Reader Comments ...


Next Up in Opinion

Letters to the editor: Jan. 20, 2018

It is appalling the disrespect being shown to President Trump. The left, liberals and Democrats have turned a blind eye to the corrupt leadership shown during the eight years of Obama and the Democrats. President Trump has done very well so far. It is very apparent that the Democratic party’s leadership does not want Trump to succeed and they...
Affordable credit is essential to a growing middle class
Affordable credit is essential to a growing middle class

U.S. Rep. Henry Cuellar, a Democrat who represents deep southern Texas, understands what it means to live paycheck to paycheck. His parents were migrant workers who sometimes traveled from Laredo to Idaho for jobs. He also understands the value of hard work. With a master’s, J.D., and Ph.D., he’s “the most degreed member of Congress...
Commentary: Where will technology take the arts?
Commentary: Where will technology take the arts?

Every new technology changes how we find and experience art and entertainment, for better and worse. Today, as streaming becomes the dominant delivery mode for creative content, a new world of instant, global, direct connection between artists and their fans is at hand. The potential is glorious — ease of access, openness, a search for new content...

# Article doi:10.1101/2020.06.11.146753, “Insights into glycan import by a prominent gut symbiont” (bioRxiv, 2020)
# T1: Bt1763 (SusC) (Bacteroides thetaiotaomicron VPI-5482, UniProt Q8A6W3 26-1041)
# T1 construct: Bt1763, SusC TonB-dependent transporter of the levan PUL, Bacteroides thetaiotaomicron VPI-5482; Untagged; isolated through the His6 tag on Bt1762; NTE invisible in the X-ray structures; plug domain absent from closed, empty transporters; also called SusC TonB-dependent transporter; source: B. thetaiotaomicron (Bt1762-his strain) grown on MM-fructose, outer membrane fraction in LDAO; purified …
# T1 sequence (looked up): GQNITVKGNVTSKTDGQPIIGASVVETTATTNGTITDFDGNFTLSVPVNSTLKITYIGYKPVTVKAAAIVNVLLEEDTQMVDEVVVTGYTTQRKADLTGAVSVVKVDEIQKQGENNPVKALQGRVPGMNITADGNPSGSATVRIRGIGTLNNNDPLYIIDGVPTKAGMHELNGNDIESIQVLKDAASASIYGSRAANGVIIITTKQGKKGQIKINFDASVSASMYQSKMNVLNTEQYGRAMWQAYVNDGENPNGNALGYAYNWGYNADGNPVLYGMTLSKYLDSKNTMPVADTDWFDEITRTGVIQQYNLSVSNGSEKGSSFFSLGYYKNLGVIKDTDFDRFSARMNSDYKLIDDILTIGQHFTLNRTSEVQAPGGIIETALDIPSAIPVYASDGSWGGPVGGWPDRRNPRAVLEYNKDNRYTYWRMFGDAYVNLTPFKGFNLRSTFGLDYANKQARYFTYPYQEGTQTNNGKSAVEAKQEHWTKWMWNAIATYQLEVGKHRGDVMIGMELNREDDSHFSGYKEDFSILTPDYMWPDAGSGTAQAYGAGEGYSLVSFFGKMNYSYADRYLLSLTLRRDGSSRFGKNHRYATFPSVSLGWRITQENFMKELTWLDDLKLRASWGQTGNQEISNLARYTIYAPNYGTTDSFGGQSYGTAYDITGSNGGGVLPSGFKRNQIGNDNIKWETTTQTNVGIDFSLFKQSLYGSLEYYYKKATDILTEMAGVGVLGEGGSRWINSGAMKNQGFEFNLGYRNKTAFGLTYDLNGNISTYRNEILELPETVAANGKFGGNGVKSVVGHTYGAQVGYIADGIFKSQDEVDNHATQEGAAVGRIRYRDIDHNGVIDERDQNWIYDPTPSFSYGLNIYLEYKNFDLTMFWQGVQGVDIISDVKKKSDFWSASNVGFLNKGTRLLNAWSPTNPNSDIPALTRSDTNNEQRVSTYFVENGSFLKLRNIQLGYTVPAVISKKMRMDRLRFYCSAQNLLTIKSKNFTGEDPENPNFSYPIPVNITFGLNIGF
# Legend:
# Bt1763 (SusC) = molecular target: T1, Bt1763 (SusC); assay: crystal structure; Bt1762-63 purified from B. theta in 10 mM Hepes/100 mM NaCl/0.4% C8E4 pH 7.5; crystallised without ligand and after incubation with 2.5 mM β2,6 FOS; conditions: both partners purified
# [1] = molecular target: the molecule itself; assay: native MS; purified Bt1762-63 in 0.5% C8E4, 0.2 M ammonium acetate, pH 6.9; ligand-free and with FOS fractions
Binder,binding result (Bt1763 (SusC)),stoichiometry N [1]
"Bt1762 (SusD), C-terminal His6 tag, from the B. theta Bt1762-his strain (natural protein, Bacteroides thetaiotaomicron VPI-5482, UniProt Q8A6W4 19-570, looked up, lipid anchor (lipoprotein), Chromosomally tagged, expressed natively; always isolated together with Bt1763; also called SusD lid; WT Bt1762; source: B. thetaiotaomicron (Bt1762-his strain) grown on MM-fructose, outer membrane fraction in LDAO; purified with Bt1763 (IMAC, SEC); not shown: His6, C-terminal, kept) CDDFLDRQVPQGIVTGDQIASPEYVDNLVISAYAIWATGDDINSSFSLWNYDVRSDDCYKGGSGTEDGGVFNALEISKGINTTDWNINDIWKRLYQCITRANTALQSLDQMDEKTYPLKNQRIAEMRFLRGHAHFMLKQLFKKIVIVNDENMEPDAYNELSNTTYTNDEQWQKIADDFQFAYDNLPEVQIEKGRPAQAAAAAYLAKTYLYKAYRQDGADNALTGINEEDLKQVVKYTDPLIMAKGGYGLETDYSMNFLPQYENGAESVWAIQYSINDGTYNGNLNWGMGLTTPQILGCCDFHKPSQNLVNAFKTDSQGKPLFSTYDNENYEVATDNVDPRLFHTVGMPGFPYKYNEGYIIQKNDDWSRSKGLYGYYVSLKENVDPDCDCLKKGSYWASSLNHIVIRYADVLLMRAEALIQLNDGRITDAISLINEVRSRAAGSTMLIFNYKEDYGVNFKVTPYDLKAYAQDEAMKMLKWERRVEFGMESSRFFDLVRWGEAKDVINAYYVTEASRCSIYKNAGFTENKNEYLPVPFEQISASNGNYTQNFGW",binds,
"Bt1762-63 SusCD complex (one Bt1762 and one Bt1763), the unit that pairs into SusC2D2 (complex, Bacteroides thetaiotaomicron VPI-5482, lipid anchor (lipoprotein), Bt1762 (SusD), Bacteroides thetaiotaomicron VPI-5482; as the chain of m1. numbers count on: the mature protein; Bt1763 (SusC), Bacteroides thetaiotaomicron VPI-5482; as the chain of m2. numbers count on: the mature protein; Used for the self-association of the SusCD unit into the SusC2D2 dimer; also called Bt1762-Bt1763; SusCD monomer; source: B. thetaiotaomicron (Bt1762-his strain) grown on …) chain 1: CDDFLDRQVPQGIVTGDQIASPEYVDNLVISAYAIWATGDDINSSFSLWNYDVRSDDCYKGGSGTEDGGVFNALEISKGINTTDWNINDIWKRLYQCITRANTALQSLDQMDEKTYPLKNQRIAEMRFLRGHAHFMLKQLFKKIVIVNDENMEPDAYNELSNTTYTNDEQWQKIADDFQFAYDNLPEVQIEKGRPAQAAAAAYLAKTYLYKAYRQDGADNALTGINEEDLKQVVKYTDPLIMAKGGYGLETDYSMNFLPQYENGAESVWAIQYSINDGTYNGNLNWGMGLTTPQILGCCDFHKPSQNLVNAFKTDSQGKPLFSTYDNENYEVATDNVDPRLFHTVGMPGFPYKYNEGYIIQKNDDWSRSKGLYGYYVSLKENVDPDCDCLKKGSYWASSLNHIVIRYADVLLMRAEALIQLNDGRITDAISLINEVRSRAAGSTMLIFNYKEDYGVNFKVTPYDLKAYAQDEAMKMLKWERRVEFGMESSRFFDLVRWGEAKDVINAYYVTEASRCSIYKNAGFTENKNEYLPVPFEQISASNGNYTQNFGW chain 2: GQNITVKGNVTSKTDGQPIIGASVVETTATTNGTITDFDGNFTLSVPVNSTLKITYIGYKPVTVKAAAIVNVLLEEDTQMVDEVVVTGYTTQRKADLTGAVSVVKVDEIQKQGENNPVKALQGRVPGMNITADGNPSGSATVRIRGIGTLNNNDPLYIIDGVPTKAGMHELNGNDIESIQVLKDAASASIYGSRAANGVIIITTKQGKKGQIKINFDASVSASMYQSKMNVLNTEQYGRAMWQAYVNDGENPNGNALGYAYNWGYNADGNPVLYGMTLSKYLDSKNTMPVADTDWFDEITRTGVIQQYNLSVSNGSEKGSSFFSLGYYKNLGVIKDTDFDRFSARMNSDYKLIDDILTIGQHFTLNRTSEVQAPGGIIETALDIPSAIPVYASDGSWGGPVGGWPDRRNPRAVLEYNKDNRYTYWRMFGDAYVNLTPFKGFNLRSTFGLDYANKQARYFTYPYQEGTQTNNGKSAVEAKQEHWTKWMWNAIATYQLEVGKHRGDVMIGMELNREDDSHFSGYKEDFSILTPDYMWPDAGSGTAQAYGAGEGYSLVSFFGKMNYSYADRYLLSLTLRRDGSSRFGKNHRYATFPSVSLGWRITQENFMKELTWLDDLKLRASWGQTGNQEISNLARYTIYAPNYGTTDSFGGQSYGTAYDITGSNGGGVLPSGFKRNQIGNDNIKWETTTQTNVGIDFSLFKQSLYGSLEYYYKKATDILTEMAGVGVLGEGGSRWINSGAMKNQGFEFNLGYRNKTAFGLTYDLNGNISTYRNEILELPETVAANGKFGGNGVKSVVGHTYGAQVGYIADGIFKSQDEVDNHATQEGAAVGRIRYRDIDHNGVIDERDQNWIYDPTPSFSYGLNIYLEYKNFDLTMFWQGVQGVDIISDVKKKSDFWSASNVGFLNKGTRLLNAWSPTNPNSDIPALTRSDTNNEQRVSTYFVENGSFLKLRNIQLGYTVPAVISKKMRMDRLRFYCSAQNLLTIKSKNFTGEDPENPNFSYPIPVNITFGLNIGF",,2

Herman: The Kiddie Acres carousel spins again
Herman: The Kiddie Acres carousel spins again

Back in July I told you that after about four decades and countless birthday parties, Joe and Marina Herring were retiring and closing their Kiddie Acres, a small North Austin amusement park that has a special place in the our town’s collective memory bank. I told you the rides were being auctioned. And in September, I told you that ...
Facebook comments: Jan. 19, 2018

As reported by the American-Statesman’s Jonathan Tilove, Gov. Greg Abbott has unveiled the centerpiece of his re-election campaign: His property tax reform plan. It would cap revenue increases for local taxing entities at 2.5 percent a year. “Under the plan I am announcing today, Texas will take action to limit property tax growth, secure...
More Stories